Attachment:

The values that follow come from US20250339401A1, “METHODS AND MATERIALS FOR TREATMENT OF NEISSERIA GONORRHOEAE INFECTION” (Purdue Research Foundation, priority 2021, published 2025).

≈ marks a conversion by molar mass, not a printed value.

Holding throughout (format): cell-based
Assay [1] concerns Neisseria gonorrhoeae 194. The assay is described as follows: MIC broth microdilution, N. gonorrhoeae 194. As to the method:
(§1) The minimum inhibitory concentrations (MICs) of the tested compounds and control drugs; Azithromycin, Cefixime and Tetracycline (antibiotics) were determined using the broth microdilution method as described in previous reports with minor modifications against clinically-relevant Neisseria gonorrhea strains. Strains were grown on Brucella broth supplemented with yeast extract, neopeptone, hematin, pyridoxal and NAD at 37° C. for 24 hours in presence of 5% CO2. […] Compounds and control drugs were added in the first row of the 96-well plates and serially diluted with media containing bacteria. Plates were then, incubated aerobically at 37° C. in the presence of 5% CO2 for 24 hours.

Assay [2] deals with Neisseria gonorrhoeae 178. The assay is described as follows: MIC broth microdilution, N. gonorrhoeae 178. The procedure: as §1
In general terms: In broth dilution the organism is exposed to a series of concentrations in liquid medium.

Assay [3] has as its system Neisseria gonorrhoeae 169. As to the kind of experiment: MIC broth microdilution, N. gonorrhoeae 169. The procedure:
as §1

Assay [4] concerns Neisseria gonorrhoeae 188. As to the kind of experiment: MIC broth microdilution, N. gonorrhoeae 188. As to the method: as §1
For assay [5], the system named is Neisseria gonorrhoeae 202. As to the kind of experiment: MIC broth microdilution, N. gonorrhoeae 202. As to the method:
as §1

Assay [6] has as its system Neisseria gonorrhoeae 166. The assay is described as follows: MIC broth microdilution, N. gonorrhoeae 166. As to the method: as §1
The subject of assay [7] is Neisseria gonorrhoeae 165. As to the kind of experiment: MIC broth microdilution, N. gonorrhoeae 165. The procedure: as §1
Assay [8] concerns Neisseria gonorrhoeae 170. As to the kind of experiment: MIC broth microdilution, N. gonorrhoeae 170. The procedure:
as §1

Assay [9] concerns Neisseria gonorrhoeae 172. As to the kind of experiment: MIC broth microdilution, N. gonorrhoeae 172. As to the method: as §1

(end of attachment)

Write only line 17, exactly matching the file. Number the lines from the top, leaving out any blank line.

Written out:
Assay [9] concerns Neisseria gonorrhoeae 172. As to the kind of experiment: MIC broth microdilution, N. gonorrhoeae 172. As to the method: as §1